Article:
Arms Trial veteran stands by SF leadership
John Kelly is well qualified to take the long view. His involvement in the republican movement goes back to the early 1950s when he joined the IRA. He was a central figure in the Arms Trial in 1970. And since last year, he has been a Sinn Fein councillor in Co Derry.
He does not believe there is significant opposition to the peace process within Sinn Fein or the Provisional IRA. He regards recent defections as "unfortunate but minimal and insignificant".
"I think the broad republican movement will hold because I don't foresee a major split among those who have been to the forefront for the past 30 years - the republican movement is determined to see this work."
He says the new buzz word for republicans will be "transitional" - any agreement being a staging post to a united Ireland some way down the road. He talks about five or 10 years but you wonder if his real time scale is rather longer.
The ceasefires, he says, were the logical answer to the paradox of violence continuing against a background of the British army admitting it could not defeat the IRA and the IRA admitting it could not defeat the British.
"Look, there is going to be a settlement, and now is as good a time as any. Republicans and nationalists have a lot going for them. They control four of the six counties and they should know that this statelet politically has passed beyond the point of no return. There is going to be a change in the political landscape, and the task for republicans is to map out that change."
He believes unionism has always been happier when republicanism is "behind the ditch with its Armalites, rather than out in the open arguing its case politically".
He sees as the one obstacle to an acceptable solution "the failure of David Trimble to come to terms with the fact that he must negotiate directly with Sinn Fein".
Mr Kelly says he has no objection to a fresh inquiry into the Arms Crisis of 1970 in the South, which Mr Trimble is urging as a quid quo pro for the British government inquiry into Bloody Sunday in 1972. But it must be a wide-ranging inquiry and unionists also have questions to answer.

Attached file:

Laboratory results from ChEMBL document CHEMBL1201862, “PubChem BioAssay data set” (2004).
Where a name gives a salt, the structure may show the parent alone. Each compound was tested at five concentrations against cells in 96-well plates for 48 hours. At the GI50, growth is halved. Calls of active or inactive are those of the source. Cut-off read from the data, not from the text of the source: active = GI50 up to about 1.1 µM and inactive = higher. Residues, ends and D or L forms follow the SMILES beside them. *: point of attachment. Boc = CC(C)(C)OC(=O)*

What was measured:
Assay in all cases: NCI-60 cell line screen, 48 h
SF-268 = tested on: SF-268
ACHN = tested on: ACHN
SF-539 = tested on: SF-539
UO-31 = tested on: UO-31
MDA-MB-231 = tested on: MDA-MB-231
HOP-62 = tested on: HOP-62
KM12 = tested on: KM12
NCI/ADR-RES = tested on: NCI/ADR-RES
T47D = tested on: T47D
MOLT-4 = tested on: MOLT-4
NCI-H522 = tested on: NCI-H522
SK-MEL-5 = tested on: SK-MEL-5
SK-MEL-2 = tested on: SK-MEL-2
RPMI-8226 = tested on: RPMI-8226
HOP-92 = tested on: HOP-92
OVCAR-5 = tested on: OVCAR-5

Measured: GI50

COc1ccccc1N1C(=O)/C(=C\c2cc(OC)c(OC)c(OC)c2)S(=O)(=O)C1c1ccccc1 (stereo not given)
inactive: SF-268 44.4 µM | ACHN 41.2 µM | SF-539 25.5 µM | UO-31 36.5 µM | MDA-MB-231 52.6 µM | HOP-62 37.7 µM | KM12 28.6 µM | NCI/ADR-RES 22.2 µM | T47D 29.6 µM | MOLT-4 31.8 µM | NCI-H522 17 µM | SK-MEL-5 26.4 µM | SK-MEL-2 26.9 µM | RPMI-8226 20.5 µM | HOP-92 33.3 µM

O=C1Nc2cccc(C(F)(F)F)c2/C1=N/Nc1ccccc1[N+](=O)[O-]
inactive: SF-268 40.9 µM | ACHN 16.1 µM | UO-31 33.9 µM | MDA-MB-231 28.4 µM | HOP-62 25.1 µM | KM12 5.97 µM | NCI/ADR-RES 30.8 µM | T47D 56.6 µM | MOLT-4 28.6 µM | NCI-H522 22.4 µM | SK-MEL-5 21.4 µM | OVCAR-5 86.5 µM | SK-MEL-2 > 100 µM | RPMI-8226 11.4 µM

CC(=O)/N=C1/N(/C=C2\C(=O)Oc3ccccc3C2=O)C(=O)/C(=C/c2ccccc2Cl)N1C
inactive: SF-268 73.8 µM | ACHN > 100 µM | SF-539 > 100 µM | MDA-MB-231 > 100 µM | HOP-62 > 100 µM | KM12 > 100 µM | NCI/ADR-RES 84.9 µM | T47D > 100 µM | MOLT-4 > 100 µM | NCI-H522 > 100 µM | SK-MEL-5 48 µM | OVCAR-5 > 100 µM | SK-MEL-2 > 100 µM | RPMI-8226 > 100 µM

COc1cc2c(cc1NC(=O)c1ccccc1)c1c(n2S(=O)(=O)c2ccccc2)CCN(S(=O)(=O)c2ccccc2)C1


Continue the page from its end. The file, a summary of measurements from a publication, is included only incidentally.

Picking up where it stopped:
Mr Kelly, along with Mr Charles Haughey, Capt James Kelly, and Belgian businessman Mr Albert Luykx, was acquitted of conspiring to import arms illegally into the Republic for use in Northern Ireland back in 1970.
That was the period of ú100,000 for the "relief of distress" in the North, of clandestine trips to England, the Continent and the US trying to buy guns, and MI5 agents on Oxford Street in London.
It was the Arms Crisis, Mr Trimble claims, which led to the effective creation of the Provisional IRA, a force which has killed 1,800 people. Mr Trimble argues the hands of the Irish Government are more bloodstained than those of 1 Para in Derry.
Mr Kelly says, yes indeed, the government was behind the attempt to bring in guns - a failed attempt. But any new inquiry into the Arms Crisis should have a broad scope, also looking into how unionist politicians brought down the then unionist Stormont prime minister, Capt Terence O'Neill, because he had proposed some "very modest concessions" for Catholics.
"Had O'Neill stayed as prime minister the Troubles would never have happened. Sure, look into the Arms Crisis, but look at the lead-up to it too. What happened in 1969 and 1970 cannot be taken in isolation. The loyalist pogroms and mainstream unionism linking up with the extreme unionism of Paisley to oust O'Neill also played a part."
Mr Kelly is back in Northern Ireland over two years now in his wife's hometown of Maghera, Co Derry, having lived most of his life in Dublin since the Arms Trial. He was elected a local Sinn Fein councillor in May last year, supports the peace process and believes Mr Gerry Adams and Mr Martin McGuinness are on the right track.
He usually keeps a low profile but, at 62, he has the clout of the venerable republican. He's a former IRA leader whom Mr Adams and Mr McGuinness are glad to have on-side as a counterweight to their opposition, such as Mr Ruairi O Bradaigh, the Continuity IRA, and the Thirty-Two County Sovereignty Committee.
We're chatting in his living room, going back through the past. He opens his hands and displays his 10 fingers. "When I was a youngster, there were that many IRA families in Belfast, not a lot more." The situation wasn't much different in 1969, he adds.